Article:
Tikal National Park
Set within the northern reaches of Guatemala’s Petén department is the incredible Mayan site of Tikal. With its massive Mayan temples, steep limestone pyramids and thick green jungles, Tikal is undoubtedly one of the top attractions in Guatemala. The ruins and surrounding forest are located within the Tikal National Park.
Tikal National Park
Created in 1956, the Tikal National Park is Guatemala’s oldest national park. It spreads across 222 square miles (575 sq km) and protects not only the Mayan ruins but also a huge swath of tropical forest and a great variety of wildlife. In this way it offers travelers a unique opportunity to combine cultural and environmental attractions. The park was declared a UNESCO World Heritage Site in 1979. Its importance to human heritage and natural history cannot be overstated.
Tikal was settled around 900 BC. It stayed fairly small for the next 200 years and remained a minor settlement throughout most of the middle Preclassic period. The late Preclassic period saw the completion of the ceremonial buildings in the North Acropolis and the pyramid at El Mundo Perdido.
Around the time of Christ, Tikal’s Great Plaza was being built and the city was growing. By the Early Classic period, around 250 AD, Tikal had become an important commercial, cultural, and religious center. Architecture became increasingly sophisticated and the great pyramid grew another 100 feet (30 m) in height. Art also took off around this time—the styles that dominated throughout the Classic period were honed in these early years.
King Yax Ehb’ Xox (First Step Shark) established Tikal’s first dynasty around 90 AD. This lineage was recognized by all of Tikal’s 33 subsequent rulers until 869 AD, when the historical record of Tikal fades.
With the help of Teotihuacán, a powerful city-state in Central Mexico, Tikal came to dominate central Petén for the next 500 years. Its location was ideal for lowland trade routes, and Tikal grew to become one of the wealthiest and most powerful Mayan city-states. In the fifth century AD Tikal went to war with Calakmul, a city-state in present-day Mexico, and suffered a decisive defeat. This led to a period of decreased activity in Tikal.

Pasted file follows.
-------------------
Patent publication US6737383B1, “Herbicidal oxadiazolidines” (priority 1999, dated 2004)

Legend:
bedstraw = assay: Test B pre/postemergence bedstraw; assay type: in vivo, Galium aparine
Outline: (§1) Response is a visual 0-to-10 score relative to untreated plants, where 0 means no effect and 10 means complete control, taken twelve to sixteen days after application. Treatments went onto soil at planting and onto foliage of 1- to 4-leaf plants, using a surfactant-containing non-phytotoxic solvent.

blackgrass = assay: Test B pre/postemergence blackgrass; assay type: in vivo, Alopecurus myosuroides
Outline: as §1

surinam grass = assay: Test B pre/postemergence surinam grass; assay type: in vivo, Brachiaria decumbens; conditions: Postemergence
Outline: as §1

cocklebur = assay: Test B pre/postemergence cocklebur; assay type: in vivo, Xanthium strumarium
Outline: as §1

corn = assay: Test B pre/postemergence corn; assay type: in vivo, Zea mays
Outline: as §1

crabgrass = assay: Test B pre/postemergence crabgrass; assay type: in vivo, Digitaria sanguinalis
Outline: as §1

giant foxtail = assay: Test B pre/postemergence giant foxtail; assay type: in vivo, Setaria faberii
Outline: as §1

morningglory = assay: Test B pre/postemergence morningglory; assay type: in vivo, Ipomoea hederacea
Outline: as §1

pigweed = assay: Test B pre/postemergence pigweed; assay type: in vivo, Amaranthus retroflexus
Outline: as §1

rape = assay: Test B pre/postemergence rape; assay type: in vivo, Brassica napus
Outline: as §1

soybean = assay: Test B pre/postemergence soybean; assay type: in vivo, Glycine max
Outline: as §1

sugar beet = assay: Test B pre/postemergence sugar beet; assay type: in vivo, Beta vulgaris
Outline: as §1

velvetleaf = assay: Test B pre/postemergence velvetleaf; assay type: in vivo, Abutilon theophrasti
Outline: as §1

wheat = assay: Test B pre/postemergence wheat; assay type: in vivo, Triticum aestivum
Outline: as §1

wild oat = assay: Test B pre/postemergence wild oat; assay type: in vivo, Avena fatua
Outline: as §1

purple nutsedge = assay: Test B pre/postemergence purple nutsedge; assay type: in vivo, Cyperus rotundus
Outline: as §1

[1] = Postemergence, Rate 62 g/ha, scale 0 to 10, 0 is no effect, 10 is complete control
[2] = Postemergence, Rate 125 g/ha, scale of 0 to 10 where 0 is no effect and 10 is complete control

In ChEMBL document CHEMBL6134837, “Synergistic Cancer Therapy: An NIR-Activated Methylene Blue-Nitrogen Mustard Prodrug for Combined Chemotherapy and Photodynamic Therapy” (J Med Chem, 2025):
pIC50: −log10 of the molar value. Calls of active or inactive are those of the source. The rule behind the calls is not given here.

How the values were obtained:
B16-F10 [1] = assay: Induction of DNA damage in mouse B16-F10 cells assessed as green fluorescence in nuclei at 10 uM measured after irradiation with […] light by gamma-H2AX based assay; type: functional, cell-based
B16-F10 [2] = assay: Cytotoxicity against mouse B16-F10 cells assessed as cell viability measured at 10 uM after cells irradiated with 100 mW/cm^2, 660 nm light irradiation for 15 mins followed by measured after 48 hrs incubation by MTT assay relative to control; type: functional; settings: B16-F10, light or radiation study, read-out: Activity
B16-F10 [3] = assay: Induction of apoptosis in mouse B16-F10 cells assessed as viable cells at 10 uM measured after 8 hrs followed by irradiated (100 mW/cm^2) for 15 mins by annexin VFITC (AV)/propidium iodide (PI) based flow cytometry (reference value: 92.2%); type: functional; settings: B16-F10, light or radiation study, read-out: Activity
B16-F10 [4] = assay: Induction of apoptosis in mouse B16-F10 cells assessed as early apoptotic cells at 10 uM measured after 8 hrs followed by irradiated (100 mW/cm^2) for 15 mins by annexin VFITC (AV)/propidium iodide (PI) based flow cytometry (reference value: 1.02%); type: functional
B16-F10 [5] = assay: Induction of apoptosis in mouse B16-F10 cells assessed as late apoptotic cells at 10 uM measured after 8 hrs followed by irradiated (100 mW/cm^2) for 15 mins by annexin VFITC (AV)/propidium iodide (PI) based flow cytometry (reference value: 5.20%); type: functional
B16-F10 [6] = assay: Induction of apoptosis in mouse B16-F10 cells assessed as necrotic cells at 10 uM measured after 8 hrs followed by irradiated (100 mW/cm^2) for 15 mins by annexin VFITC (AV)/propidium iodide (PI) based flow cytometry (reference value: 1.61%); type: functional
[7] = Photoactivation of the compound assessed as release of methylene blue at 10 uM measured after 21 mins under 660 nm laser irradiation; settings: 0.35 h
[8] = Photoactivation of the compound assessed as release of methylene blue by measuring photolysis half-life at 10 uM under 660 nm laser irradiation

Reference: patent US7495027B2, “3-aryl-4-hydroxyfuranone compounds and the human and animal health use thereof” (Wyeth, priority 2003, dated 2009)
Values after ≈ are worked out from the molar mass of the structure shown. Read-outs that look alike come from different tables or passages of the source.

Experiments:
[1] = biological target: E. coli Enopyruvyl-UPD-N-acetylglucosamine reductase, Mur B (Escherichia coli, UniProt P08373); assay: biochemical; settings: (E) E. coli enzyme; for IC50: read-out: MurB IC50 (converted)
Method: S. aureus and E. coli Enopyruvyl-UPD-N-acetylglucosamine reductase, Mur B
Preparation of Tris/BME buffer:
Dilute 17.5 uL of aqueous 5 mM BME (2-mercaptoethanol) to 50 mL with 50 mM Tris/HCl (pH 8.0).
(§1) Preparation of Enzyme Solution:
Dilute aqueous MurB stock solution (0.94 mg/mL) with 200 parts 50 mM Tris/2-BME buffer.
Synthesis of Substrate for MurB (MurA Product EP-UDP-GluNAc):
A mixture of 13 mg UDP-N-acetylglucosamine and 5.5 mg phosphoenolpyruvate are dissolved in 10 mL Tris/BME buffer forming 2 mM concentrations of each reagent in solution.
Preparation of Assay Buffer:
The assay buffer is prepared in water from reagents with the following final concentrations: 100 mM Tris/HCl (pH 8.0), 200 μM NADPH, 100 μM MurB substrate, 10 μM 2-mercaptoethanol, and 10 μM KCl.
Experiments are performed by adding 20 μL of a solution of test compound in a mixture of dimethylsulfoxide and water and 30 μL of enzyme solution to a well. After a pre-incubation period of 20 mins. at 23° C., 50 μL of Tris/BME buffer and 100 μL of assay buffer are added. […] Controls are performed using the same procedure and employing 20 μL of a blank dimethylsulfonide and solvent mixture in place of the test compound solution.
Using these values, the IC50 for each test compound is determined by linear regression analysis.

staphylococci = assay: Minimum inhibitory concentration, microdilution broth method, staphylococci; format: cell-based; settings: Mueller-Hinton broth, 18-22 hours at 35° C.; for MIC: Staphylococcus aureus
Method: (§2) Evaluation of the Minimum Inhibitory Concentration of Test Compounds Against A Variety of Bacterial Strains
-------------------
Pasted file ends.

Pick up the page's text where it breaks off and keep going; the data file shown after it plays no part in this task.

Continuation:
Tikal again grew dominant in 682 AD under the new leadership of Hasaw Chan K’awil (Heavenly Standard Bearer). During this time, Hasaw Chan K’awil and his ancestors constructed the six great temples in Tikal’s ceremonial center. At the peak of the Classical period, Tikal covered about 12 square miles (30 sq km) and was home to at least 100,000 people.
Conditions worsened for Tikal and other Mayan cities in the Guatemalan lowlands during the 9th century. The last inscription in Tikal’s history dates to 869 AD. By the late 10th century, Tikal was completed abandoned.
Tikal was forgotten and taken over by the jungle until its rediscovery in the 17th century. The Guatemalan government commissioned explorers to visit the site in 1877 and a scientific study began four years later. Archaeological investigations continued throughout the rest of the 20th century.
Exploring the Park
Tikal can be explored over the course of one or several days. There are ruins to look at, trails to walk along, and animals to observe. It’s truly an incredible place.
Understandably, most visitors are here to see the ruins, which are indeed impressive. Most of the structures that still stand today were built around the end of the 7th century. Trails connect the various ruins and offer up good looks at the dense jungles of the Tikal National Park. During your explorations, you may come across spider monkeys, coatis, and several types of birds.
The Great Plaza is one of Tikal’s highlights. Here you’ll find Temple I, which you’ve undoubtedly already seen on posters and other tourism brochures. It’s a massive and awe-inspiring structure that rises to a height of 144 feet (44 meters). Temple I was built to honor Hasaw Chan K’awil, one of Tikal’s most prominent rulers. Across the plaza is Temple II, which you can sometimes climb to get views of the surrounding area.
Some of Tikal’s other important ruins include the North Acropolis, which has 12 temples sitting atop it, and the palaces of the Central Acropolis. The latter consists of a series of stairways and interconnected rooms that may have served as administrative offices and homes for Tikal’s elite. There are tons of other ruins at Tikal – including Temple III, Temple IV, Temple V, and the South Acropolis – that are equally fascinating to visit.
In addition to exploring Tikal’s ruins and walking along its trails, travelers can visit the park’s two zip lines. One zip line has 11 platforms and cables that range from 250–500 feet (75–150 m). The second zip line is more thrilling and includes a 650-foot (200-m) cable that’s 130 feet (40 m) above the ground.
Bird watching tours can also be arranged. Over 400 species of birds have been recorded at Tikal, and you can search for some of them atop Temple IV (Tikal’s highest structure). Morning is the best time to see birds.